Each spring, I make it a point to visit the BBG when the lilacs bloom.  Ranging from the whitest white to the deepest purple, the BBG boasts a vast array of lilacs.  I always look forward to joining my fellow winter-weary Brooklynites, as we bury our faces in the blossoms, breathing deeply the lilacs’ heady fragrance and the promise of summer.  This year, though, I (finally!) discovered that the BBG is free to the public every Tuesday, and I’ve taken to strolling through the gardens whenever weather and schedule permit.  A recent highlight was the moody, overcast afternoon I spent wandering through the riotously-in-bloom rose garden.

Tuesday Moon Bath Yoga and Pranayam: Evening Outdoor Yoga in Fort Greene Park
Okay, you guys, this is HANDS DOWN the most Brooklyn/Portlandia thing I’ve ever done, and you know what?  IT’S AWESOME.  While CrossFit die-hards grunt and pant nearby, we serenely stretch, chant, and breathe deeply as the sun sets over Brooklyn.  Kathryn is my favorite yoga teacher: smart and spiritual, without ever veering into the realm of preachiness or “woo.”  She teaches this by-donation class every Tuesday throughout the summer, and if you’re in the neighborhood, you should come.  You’ll leave feeling calm and rejuvenated. Yoga Collage Now that we’re in the middle of a heat wave, of course, I’ve got (air-conditioned) museums on my mind—the Jacob Lawrence Migration Series at MoMA, the Sargent exhibit at the Met, and the Sinatra retrospective at the Performing Arts Library—but that’ll be another post. What are your favorite verdant urban retreats?

June: Looking back, looking ahead

A riot of June roses at the Brooklyn Botanic Garden

A riot of June roses at the Brooklyn Botanic Garden

There’s been a rather conspicuous lack of blogging activity from yours truly as of late. The first few weeks of June were quite sedate, and I definitely had time to do some writing.  But I was busy being…well, not busy.  It was divine.

In early June, E. and I spent a languid Sunday strolling throughout the entirety of Central Park after brunch with friends on the Upper West Side.  An ordinary Tuesday was transformed into a memorable one when I paid a solo visit to the exuberantly blooming rose garden at the Brooklyn Botanic Garden.  We also celebrated E.’s birthday (twice!) with pizza at Lucali one evening and steaks at Peter Luger a couple of nights later.  Happily, I also recommenced running and made it a point to get to yoga class more often, too.  The combination of sunny days, great food, and exercise made for a fabulous start to my summer.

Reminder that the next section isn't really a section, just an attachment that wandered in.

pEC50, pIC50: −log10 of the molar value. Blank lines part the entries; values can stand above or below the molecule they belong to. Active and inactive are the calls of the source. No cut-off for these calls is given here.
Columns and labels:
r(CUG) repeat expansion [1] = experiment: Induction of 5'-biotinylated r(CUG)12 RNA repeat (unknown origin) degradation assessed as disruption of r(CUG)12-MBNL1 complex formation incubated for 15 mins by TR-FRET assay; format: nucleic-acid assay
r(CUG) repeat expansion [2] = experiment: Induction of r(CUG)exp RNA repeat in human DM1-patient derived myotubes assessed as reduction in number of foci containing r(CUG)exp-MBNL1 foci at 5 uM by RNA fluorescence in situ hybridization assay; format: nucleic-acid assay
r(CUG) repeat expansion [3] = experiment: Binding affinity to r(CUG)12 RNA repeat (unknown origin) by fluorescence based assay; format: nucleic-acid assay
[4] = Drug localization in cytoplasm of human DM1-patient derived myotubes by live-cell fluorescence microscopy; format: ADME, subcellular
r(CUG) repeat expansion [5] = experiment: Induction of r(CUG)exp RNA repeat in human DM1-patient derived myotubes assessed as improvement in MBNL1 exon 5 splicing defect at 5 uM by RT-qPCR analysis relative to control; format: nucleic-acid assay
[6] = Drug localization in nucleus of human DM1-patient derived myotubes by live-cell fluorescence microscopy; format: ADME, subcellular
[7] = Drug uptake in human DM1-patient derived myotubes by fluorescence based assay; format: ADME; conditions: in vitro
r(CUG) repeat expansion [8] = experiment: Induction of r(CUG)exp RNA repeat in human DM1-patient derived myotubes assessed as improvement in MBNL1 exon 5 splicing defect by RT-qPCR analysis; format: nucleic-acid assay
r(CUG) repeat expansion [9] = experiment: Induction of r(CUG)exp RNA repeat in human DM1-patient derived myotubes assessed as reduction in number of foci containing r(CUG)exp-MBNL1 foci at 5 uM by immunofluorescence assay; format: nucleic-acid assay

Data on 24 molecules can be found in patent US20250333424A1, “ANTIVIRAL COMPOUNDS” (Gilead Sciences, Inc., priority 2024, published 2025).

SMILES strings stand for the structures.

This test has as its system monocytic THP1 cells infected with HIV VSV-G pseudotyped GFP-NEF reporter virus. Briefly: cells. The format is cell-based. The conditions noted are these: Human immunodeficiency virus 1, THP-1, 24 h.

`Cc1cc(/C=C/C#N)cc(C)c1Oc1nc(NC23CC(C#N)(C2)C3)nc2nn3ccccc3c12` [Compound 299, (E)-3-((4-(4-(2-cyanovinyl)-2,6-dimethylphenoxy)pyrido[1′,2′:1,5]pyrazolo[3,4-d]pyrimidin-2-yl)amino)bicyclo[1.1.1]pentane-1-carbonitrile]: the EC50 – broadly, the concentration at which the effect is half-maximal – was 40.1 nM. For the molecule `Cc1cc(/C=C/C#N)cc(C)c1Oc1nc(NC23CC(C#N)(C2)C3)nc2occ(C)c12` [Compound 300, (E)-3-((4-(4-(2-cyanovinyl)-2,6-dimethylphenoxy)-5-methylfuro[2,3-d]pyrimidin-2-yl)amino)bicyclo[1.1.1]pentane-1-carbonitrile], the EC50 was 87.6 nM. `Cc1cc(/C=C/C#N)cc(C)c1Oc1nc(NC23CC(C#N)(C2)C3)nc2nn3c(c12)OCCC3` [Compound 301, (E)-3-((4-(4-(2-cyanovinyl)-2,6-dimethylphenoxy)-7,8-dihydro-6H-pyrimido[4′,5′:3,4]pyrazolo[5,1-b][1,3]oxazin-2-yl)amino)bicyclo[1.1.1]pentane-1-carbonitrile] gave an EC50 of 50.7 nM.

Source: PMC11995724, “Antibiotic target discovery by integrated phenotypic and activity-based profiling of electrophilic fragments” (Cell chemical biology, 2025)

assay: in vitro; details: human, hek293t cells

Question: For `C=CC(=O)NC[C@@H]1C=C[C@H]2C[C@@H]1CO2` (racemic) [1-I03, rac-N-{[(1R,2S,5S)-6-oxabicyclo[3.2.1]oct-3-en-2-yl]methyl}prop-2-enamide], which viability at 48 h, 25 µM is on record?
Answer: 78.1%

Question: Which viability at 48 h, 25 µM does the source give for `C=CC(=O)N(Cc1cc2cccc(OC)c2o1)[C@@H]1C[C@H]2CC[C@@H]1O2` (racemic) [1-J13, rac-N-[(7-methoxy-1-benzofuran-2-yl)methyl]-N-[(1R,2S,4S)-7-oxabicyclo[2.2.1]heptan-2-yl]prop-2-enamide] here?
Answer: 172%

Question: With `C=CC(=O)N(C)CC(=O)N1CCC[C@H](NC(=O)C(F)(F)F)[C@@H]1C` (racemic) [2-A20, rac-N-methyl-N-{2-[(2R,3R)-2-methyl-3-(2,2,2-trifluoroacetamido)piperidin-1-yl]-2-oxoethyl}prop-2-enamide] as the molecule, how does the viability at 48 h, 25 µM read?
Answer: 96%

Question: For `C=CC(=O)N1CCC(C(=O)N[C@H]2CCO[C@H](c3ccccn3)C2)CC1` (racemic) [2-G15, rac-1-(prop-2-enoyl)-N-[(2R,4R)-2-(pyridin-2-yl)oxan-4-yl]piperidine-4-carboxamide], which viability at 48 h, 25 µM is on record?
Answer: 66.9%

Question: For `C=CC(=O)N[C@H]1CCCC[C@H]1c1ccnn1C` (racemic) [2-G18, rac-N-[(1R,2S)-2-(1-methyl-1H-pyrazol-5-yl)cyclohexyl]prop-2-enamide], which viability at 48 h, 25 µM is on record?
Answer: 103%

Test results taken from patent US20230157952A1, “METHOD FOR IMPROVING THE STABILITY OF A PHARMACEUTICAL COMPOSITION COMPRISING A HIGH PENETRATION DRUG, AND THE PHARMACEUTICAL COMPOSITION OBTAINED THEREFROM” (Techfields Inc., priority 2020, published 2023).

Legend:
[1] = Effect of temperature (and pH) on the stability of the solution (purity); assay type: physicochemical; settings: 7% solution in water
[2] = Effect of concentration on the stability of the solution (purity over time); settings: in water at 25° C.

Sunset yoga in Ft. Greene Park

Sunset yoga in Ft. Greene Park

It’s a good thing I had some time off to rest and rejuvenate, because the last week of June kicked off the first installment of the DUCHESS summer tour.  From Ottawa to Boston to Toronto to Rochester to Saratoga, we logged hundreds of miles, laughed hundreds of laughs, did lots of interviews and a national television appearance on Canada AM, saw a couple of amazing shows (the Roots and John Pizzarelli), and lip-synched for a good cause. You can read about our adventures in more detail and see some fun photos on the DUCHESS blog.

Looking ahead, I’m gearing up for more travel. I’m heading to Cooperstown with Harry Allen this weekend for a concert celebrating the Great American Songbook.  Then, DUCHESS is traveling to the west coast mid-month for a few shows in Washington.  My Song Travels with Michael Feinstein interview will be airing on NPR this month, too, as will my appearance on Judy Carmichael’s Sirius XM show, Jazz Inspired.  I’m looking forward to more road trips, more laughs, and lots more music.

In June, I…
Blogged about: May.  DUCHESS: On the road again!

Watched: The Tempest.  I had never attended a Shakespeare in the Park performance, and I was utterly unprepared for the emotional impact of Shakespeare’s meditation on forgiveness and redemption.  The beauty and rhythm of the poetry was made all the more magical by the lushness of Central Park, the changing colors of the night sky, and the lazy fireflies floating in the air above us.  It was, quite simply, one of the most thrilling artistic experiences of my life.